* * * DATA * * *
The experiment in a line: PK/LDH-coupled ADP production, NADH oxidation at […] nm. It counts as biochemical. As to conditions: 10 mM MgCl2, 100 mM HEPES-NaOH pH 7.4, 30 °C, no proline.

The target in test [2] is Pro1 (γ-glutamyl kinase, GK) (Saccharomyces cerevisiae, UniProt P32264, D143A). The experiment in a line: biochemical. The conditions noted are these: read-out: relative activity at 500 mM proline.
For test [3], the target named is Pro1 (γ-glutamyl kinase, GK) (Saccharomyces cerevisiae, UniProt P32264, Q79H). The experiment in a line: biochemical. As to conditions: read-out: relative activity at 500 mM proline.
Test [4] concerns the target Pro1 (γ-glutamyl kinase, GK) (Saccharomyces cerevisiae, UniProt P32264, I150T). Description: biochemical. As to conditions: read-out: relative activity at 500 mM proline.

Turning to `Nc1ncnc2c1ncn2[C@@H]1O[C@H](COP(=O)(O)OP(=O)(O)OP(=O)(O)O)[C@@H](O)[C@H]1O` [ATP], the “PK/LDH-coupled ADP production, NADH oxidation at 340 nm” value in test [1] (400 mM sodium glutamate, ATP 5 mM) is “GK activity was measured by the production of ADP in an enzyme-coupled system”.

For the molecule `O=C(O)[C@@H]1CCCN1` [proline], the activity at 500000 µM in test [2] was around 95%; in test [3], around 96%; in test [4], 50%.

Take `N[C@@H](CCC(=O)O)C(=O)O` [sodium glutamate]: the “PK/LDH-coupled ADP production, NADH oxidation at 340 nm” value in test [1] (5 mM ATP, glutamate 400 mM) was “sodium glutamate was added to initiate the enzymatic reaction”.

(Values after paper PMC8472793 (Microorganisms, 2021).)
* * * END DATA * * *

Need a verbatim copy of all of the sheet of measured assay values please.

The experiment in a line: PK/LDH-coupled ADP production, NADH oxidation at […] nm. It counts as biochemical. As to conditions: 10 mM MgCl2, 100 mM HEPES-NaOH pH 7.4, 30 °C, no proline.

The target in test [2] is Pro1 (γ-glutamyl kinase, GK) (Saccharomyces cerevisiae, UniProt P32264, D143A). The experiment in a line: biochemical. The conditions noted are these: read-out: relative activity at 500 mM proline.
For test [3], the target named is Pro1 (γ-glutamyl kinase, GK) (Saccharomyces cerevisiae, UniProt P32264, Q79H). The experiment in a line: biochemical. As to conditions: read-out: relative activity at 500 mM proline.
Test [4] concerns the target Pro1 (γ-glutamyl kinase, GK) (Saccharomyces cerevisiae, UniProt P32264, I150T). Description: biochemical. As to conditions: read-out: relative activity at 500 mM proline.

Turning to `Nc1ncnc2c1ncn2[C@@H]1O[C@H](COP(=O)(O)OP(=O)(O)OP(=O)(O)O)[C@@H](O)[C@H]1O` [ATP], the “PK/LDH-coupled ADP production, NADH oxidation at 340 nm” value in test [1] (400 mM sodium glutamate, ATP 5 mM) is “GK activity was measured by the production of ADP in an enzyme-coupled system”.

For the molecule `O=C(O)[C@@H]1CCCN1` [proline], the activity at 500000 µM in test [2] was around 95%; in test [3], around 96%; in test [4], 50%.

Take `N[C@@H](CCC(=O)O)C(=O)O` [sodium glutamate]: the “PK/LDH-coupled ADP production, NADH oxidation at 340 nm” value in test [1] (5 mM ATP, glutamate 400 mM) was “sodium glutamate was added to initiate the enzymatic reaction”.

(Values after paper PMC8472793 (Microorganisms, 2021).)